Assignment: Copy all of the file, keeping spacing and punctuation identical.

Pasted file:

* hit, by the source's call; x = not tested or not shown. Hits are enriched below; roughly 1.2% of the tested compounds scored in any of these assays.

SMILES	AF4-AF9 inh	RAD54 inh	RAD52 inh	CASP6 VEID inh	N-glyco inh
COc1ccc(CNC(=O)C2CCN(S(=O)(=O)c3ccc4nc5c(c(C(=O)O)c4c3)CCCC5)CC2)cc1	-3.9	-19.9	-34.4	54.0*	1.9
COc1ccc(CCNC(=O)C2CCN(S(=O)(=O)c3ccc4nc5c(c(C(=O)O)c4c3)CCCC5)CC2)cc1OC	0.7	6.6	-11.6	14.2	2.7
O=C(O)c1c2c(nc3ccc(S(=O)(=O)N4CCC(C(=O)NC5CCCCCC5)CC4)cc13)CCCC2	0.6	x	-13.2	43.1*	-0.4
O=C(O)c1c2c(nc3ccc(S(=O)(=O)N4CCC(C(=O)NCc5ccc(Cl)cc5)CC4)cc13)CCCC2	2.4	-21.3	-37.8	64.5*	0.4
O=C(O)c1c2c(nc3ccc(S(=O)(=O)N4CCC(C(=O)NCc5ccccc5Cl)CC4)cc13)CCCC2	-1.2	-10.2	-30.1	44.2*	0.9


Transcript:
* hit, by the source's call; x = not tested or not shown. Hits are enriched below; roughly 1.2% of the tested compounds scored in any of these assays.

SMILES	AF4-AF9 inh	RAD54 inh	RAD52 inh	CASP6 VEID inh	N-glyco inh
COc1ccc(CNC(=O)C2CCN(S(=O)(=O)c3ccc4nc5c(c(C(=O)O)c4c3)CCCC5)CC2)cc1	-3.9	-19.9	-34.4	54.0*	1.9
COc1ccc(CCNC(=O)C2CCN(S(=O)(=O)c3ccc4nc5c(c(C(=O)O)c4c3)CCCC5)CC2)cc1OC	0.7	6.6	-11.6	14.2	2.7
O=C(O)c1c2c(nc3ccc(S(=O)(=O)N4CCC(C(=O)NC5CCCCCC5)CC4)cc13)CCCC2	0.6	x	-13.2	43.1*	-0.4
O=C(O)c1c2c(nc3ccc(S(=O)(=O)N4CCC(C(=O)NCc5ccc(Cl)cc5)CC4)cc13)CCCC2	2.4	-21.3	-37.8	64.5*	0.4
O=C(O)c1c2c(nc3ccc(S(=O)(=O)N4CCC(C(=O)NCc5ccccc5Cl)CC4)cc13)CCCC2	-1.2	-10.2	-30.1	44.2*	0.9